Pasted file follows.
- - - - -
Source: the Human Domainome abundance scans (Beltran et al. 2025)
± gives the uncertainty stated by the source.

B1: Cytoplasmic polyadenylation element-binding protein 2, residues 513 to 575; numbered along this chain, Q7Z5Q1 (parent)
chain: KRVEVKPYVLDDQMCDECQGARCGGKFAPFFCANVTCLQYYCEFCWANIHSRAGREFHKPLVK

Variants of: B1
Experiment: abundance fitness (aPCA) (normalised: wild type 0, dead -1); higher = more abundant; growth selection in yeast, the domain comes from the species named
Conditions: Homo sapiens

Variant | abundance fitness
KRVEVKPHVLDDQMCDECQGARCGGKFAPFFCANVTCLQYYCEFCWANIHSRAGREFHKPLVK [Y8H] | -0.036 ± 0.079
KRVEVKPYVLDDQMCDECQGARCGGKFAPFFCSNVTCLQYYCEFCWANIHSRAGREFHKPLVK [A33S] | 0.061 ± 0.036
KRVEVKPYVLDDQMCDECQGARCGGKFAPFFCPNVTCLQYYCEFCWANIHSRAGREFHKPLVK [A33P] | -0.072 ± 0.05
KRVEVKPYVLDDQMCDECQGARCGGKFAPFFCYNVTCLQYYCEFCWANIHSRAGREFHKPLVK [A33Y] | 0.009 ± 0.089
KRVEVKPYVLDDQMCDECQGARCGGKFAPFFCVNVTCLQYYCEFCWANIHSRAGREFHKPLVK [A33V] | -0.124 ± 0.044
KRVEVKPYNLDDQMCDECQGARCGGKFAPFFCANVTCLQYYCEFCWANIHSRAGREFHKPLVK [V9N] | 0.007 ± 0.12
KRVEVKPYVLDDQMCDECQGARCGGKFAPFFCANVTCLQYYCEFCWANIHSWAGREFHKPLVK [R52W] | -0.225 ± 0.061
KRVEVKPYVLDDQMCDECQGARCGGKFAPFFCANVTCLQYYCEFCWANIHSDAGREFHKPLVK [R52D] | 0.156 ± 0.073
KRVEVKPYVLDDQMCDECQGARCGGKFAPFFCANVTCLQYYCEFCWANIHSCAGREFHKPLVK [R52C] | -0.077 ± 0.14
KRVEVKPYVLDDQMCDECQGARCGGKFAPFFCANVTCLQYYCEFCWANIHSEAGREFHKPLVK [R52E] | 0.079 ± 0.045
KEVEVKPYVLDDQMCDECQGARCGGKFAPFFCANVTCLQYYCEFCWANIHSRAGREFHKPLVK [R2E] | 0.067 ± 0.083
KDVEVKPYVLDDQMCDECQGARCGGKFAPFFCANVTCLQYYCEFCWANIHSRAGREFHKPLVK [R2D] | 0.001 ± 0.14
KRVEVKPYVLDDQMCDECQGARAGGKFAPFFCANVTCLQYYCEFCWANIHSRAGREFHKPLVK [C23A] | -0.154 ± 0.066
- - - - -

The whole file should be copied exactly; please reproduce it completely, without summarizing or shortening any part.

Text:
Source: the Human Domainome abundance scans (Beltran et al. 2025)
± gives the uncertainty stated by the source.

B1: Cytoplasmic polyadenylation element-binding protein 2, residues 513 to 575; numbered along this chain, Q7Z5Q1 (parent)
chain: KRVEVKPYVLDDQMCDECQGARCGGKFAPFFCANVTCLQYYCEFCWANIHSRAGREFHKPLVK

Variants of: B1
Experiment: abundance fitness (aPCA) (normalised: wild type 0, dead -1); higher = more abundant; growth selection in yeast, the domain comes from the species named
Conditions: Homo sapiens

Variant | abundance fitness
KRVEVKPHVLDDQMCDECQGARCGGKFAPFFCANVTCLQYYCEFCWANIHSRAGREFHKPLVK [Y8H] | -0.036 ± 0.079
KRVEVKPYVLDDQMCDECQGARCGGKFAPFFCSNVTCLQYYCEFCWANIHSRAGREFHKPLVK [A33S] | 0.061 ± 0.036
KRVEVKPYVLDDQMCDECQGARCGGKFAPFFCPNVTCLQYYCEFCWANIHSRAGREFHKPLVK [A33P] | -0.072 ± 0.05
KRVEVKPYVLDDQMCDECQGARCGGKFAPFFCYNVTCLQYYCEFCWANIHSRAGREFHKPLVK [A33Y] | 0.009 ± 0.089
KRVEVKPYVLDDQMCDECQGARCGGKFAPFFCVNVTCLQYYCEFCWANIHSRAGREFHKPLVK [A33V] | -0.124 ± 0.044
KRVEVKPYNLDDQMCDECQGARCGGKFAPFFCANVTCLQYYCEFCWANIHSRAGREFHKPLVK [V9N] | 0.007 ± 0.12
KRVEVKPYVLDDQMCDECQGARCGGKFAPFFCANVTCLQYYCEFCWANIHSWAGREFHKPLVK [R52W] | -0.225 ± 0.061
KRVEVKPYVLDDQMCDECQGARCGGKFAPFFCANVTCLQYYCEFCWANIHSDAGREFHKPLVK [R52D] | 0.156 ± 0.073
KRVEVKPYVLDDQMCDECQGARCGGKFAPFFCANVTCLQYYCEFCWANIHSCAGREFHKPLVK [R52C] | -0.077 ± 0.14
KRVEVKPYVLDDQMCDECQGARCGGKFAPFFCANVTCLQYYCEFCWANIHSEAGREFHKPLVK [R52E] | 0.079 ± 0.045
KEVEVKPYVLDDQMCDECQGARCGGKFAPFFCANVTCLQYYCEFCWANIHSRAGREFHKPLVK [R2E] | 0.067 ± 0.083
KDVEVKPYVLDDQMCDECQGARCGGKFAPFFCANVTCLQYYCEFCWANIHSRAGREFHKPLVK [R2D] | 0.001 ± 0.14
KRVEVKPYVLDDQMCDECQGARAGGKFAPFFCANVTCLQYYCEFCWANIHSRAGREFHKPLVK [C23A] | -0.154 ± 0.066